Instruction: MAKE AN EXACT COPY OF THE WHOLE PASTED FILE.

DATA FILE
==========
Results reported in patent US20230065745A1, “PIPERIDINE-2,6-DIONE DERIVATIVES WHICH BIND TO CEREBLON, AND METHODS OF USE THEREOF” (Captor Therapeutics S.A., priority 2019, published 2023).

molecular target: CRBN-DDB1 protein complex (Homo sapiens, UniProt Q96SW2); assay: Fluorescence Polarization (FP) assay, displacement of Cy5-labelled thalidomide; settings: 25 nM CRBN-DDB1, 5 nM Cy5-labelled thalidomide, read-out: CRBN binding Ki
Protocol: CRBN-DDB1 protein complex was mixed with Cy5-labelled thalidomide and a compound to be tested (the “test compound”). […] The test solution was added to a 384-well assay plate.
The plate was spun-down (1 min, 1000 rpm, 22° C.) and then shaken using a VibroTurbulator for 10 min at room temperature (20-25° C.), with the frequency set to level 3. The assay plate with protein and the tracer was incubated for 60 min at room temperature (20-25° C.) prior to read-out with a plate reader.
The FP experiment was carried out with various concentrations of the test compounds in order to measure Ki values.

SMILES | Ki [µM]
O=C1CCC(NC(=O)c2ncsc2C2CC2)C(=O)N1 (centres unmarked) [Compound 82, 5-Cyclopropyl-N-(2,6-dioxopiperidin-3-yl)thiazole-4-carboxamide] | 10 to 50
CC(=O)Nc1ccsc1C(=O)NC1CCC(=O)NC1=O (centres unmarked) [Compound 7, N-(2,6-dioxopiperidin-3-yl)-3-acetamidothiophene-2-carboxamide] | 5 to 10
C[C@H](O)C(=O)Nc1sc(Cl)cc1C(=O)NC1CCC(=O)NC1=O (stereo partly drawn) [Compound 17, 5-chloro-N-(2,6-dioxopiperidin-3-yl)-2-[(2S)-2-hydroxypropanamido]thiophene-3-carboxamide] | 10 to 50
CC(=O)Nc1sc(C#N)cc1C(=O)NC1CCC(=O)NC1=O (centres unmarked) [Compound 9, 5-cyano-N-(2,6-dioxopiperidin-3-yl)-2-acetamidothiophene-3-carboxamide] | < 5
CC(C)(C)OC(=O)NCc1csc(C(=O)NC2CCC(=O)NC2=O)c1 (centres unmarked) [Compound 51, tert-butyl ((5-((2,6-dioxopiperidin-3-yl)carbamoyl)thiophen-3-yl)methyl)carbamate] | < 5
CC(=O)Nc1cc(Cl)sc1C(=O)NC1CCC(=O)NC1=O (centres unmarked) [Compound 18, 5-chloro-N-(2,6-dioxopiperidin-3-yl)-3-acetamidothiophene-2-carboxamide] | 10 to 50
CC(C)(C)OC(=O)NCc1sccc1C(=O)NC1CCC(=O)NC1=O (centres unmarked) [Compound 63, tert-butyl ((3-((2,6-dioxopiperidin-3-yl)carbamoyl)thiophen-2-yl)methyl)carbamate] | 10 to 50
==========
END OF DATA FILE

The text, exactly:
Results reported in patent US20230065745A1, “PIPERIDINE-2,6-DIONE DERIVATIVES WHICH BIND TO CEREBLON, AND METHODS OF USE THEREOF” (Captor Therapeutics S.A., priority 2019, published 2023).

molecular target: CRBN-DDB1 protein complex (Homo sapiens, UniProt Q96SW2); assay: Fluorescence Polarization (FP) assay, displacement of Cy5-labelled thalidomide; settings: 25 nM CRBN-DDB1, 5 nM Cy5-labelled thalidomide, read-out: CRBN binding Ki
Protocol: CRBN-DDB1 protein complex was mixed with Cy5-labelled thalidomide and a compound to be tested (the “test compound”). […] The test solution was added to a 384-well assay plate.
The plate was spun-down (1 min, 1000 rpm, 22° C.) and then shaken using a VibroTurbulator for 10 min at room temperature (20-25° C.), with the frequency set to level 3. The assay plate with protein and the tracer was incubated for 60 min at room temperature (20-25° C.) prior to read-out with a plate reader.
The FP experiment was carried out with various concentrations of the test compounds in order to measure Ki values.

SMILES | Ki [µM]
O=C1CCC(NC(=O)c2ncsc2C2CC2)C(=O)N1 (centres unmarked) [Compound 82, 5-Cyclopropyl-N-(2,6-dioxopiperidin-3-yl)thiazole-4-carboxamide] | 10 to 50
CC(=O)Nc1ccsc1C(=O)NC1CCC(=O)NC1=O (centres unmarked) [Compound 7, N-(2,6-dioxopiperidin-3-yl)-3-acetamidothiophene-2-carboxamide] | 5 to 10
C[C@H](O)C(=O)Nc1sc(Cl)cc1C(=O)NC1CCC(=O)NC1=O (stereo partly drawn) [Compound 17, 5-chloro-N-(2,6-dioxopiperidin-3-yl)-2-[(2S)-2-hydroxypropanamido]thiophene-3-carboxamide] | 10 to 50
CC(=O)Nc1sc(C#N)cc1C(=O)NC1CCC(=O)NC1=O (centres unmarked) [Compound 9, 5-cyano-N-(2,6-dioxopiperidin-3-yl)-2-acetamidothiophene-3-carboxamide] | < 5
CC(C)(C)OC(=O)NCc1csc(C(=O)NC2CCC(=O)NC2=O)c1 (centres unmarked) [Compound 51, tert-butyl ((5-((2,6-dioxopiperidin-3-yl)carbamoyl)thiophen-3-yl)methyl)carbamate] | < 5
CC(=O)Nc1cc(Cl)sc1C(=O)NC1CCC(=O)NC1=O (centres unmarked) [Compound 18, 5-chloro-N-(2,6-dioxopiperidin-3-yl)-3-acetamidothiophene-2-carboxamide] | 10 to 50
CC(C)(C)OC(=O)NCc1sccc1C(=O)NC1CCC(=O)NC1=O (centres unmarked) [Compound 63, tert-butyl ((3-((2,6-dioxopiperidin-3-yl)carbamoyl)thiophen-2-yl)methyl)carbamate] | 10 to 50